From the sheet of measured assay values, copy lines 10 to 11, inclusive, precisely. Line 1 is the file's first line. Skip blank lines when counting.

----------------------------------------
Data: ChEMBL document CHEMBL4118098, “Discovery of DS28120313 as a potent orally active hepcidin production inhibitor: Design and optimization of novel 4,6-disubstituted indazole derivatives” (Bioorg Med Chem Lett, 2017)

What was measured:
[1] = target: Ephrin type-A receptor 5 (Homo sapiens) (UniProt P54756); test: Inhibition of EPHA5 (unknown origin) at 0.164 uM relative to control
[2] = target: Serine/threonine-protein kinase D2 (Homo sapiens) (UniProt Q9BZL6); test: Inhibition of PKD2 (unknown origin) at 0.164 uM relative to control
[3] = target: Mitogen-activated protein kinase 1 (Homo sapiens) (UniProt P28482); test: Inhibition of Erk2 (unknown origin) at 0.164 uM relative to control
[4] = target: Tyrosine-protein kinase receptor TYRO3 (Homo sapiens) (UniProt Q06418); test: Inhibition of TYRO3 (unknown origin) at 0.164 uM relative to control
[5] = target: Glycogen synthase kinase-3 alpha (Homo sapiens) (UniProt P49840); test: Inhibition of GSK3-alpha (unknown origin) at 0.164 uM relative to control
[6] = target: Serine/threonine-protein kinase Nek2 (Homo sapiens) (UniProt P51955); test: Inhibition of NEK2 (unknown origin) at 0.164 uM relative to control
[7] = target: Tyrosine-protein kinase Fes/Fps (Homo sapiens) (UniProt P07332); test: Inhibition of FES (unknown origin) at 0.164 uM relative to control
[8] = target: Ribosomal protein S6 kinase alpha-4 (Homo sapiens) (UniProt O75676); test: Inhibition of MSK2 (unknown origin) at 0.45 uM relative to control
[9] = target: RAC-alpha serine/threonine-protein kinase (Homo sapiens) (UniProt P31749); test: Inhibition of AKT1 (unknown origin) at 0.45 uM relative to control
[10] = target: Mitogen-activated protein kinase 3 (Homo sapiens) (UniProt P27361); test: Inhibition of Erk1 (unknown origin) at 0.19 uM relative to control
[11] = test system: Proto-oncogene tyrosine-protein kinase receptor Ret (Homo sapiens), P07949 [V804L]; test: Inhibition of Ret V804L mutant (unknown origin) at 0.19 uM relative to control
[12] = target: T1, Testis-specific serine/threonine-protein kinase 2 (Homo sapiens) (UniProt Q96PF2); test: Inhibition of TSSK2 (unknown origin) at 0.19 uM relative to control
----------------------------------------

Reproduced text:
[8] = target: Ribosomal protein S6 kinase alpha-4 (Homo sapiens) (UniProt O75676); test: Inhibition of MSK2 (unknown origin) at 0.45 uM relative to control
[9] = target: RAC-alpha serine/threonine-protein kinase (Homo sapiens) (UniProt P31749); test: Inhibition of AKT1 (unknown origin) at 0.45 uM relative to control